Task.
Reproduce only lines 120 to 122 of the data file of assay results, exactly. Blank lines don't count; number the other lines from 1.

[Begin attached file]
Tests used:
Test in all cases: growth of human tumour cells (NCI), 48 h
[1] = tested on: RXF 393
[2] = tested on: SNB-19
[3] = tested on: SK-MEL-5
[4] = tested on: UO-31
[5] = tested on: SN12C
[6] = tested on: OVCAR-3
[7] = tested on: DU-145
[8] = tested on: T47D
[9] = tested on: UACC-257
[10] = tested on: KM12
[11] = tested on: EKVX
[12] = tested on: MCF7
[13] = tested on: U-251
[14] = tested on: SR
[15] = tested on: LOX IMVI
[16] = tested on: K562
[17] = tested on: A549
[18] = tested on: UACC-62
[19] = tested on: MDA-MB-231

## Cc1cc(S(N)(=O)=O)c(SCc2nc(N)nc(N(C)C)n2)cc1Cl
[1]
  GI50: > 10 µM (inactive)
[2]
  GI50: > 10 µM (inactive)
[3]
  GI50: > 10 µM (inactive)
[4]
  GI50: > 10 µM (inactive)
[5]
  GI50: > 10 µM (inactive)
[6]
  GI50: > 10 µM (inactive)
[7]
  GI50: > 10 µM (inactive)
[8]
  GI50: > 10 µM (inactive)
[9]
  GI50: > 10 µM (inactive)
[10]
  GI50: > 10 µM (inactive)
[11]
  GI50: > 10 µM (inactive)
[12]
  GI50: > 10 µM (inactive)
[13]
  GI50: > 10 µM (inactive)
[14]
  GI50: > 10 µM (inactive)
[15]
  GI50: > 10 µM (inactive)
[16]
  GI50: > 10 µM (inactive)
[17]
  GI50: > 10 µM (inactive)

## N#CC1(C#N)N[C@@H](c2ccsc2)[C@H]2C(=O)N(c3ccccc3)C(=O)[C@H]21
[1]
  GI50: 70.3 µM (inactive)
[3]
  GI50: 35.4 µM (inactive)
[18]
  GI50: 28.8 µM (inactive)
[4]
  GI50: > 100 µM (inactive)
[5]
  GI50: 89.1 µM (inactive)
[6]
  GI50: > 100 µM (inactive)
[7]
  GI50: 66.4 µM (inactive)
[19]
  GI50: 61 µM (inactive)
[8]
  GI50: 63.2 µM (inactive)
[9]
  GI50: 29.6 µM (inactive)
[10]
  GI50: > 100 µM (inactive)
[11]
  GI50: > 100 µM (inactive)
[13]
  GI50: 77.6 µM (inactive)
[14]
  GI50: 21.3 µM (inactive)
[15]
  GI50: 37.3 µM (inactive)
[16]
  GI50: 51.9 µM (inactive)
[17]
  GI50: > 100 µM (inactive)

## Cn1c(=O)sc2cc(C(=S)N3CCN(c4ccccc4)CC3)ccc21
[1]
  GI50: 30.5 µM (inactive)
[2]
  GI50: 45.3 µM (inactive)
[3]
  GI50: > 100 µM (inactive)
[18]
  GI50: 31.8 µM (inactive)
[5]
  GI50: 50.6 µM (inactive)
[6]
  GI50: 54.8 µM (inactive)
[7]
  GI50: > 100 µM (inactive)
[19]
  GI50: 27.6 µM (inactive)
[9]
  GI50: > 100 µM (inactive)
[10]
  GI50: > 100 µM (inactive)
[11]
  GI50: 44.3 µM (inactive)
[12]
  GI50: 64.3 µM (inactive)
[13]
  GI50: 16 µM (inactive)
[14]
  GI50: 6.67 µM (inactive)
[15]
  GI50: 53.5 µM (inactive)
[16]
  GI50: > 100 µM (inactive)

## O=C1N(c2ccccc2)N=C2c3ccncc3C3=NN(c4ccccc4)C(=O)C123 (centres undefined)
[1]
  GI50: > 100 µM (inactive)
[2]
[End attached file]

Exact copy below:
  GI50: 6.67 µM (inactive)
[15]
  GI50: 53.5 µM (inactive)